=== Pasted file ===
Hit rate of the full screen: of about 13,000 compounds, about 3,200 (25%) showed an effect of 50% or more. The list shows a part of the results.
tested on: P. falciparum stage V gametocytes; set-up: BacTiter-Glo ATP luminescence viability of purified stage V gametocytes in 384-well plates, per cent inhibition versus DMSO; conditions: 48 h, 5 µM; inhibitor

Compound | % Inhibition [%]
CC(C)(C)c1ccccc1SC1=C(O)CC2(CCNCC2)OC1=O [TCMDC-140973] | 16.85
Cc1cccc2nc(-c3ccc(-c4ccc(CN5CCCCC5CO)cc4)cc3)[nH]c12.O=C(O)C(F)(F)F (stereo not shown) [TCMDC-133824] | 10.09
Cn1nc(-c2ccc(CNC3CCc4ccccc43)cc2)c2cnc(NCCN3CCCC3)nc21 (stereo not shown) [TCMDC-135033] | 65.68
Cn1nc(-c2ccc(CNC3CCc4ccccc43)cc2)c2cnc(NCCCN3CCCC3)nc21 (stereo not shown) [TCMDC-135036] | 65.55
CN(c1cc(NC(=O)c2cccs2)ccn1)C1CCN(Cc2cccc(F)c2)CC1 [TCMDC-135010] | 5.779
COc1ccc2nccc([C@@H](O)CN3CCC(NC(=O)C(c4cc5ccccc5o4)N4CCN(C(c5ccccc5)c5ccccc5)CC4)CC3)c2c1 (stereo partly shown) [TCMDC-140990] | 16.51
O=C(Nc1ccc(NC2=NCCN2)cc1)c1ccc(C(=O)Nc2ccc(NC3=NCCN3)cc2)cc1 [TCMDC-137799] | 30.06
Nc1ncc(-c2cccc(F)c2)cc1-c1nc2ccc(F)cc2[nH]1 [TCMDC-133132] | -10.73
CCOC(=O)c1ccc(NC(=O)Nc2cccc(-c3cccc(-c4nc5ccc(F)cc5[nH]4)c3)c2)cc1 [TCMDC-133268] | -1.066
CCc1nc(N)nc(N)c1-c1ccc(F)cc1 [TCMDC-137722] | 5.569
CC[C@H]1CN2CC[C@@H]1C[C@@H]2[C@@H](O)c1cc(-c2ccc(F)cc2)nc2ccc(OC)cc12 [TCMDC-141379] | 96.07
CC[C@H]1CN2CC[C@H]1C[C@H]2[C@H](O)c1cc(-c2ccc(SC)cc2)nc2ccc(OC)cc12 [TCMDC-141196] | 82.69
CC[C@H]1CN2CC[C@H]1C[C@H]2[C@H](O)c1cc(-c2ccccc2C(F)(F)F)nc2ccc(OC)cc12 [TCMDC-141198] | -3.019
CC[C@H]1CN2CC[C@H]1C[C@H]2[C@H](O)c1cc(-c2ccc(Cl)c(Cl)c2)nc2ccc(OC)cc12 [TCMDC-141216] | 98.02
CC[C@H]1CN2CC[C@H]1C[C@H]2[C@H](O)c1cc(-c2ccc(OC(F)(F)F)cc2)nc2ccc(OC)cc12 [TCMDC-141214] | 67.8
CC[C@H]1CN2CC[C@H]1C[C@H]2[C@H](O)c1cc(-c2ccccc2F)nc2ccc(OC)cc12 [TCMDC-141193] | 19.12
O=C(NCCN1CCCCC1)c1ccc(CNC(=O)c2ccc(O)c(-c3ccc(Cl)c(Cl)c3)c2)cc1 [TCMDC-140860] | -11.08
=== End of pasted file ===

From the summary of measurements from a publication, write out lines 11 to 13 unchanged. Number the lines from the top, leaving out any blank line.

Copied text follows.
Nc1ncc(-c2cccc(F)c2)cc1-c1nc2ccc(F)cc2[nH]1 [TCMDC-133132] | -10.73
CCOC(=O)c1ccc(NC(=O)Nc2cccc(-c3cccc(-c4nc5ccc(F)cc5[nH]4)c3)c2)cc1 [TCMDC-133268] | -1.066
CCc1nc(N)nc(N)c1-c1ccc(F)cc1 [TCMDC-137722] | 5.569